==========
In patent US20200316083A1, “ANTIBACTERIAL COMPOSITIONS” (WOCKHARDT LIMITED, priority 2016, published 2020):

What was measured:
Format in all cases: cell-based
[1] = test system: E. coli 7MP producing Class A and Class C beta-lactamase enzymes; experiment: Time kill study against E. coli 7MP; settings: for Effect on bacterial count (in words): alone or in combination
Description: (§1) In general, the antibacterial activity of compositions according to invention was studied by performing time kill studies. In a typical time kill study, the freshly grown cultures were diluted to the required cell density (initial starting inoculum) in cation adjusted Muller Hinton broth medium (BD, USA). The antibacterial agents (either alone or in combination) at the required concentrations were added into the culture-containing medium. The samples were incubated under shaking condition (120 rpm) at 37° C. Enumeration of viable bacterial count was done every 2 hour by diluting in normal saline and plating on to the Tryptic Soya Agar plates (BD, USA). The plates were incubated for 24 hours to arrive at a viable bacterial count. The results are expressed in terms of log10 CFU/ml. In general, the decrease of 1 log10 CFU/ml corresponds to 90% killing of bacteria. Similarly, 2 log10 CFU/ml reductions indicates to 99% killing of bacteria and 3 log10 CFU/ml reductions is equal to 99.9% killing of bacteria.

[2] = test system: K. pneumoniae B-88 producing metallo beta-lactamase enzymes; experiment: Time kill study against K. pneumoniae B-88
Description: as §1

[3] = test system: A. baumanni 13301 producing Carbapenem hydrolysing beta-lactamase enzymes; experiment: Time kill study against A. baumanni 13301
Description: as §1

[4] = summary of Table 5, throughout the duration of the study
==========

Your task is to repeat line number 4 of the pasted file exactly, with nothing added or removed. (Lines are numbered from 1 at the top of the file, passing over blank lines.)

[1] = test system: E. coli 7MP producing Class A and Class C beta-lactamase enzymes; experiment: Time kill study against E. coli 7MP; settings: for Effect on bacterial count (in words): alone or in combination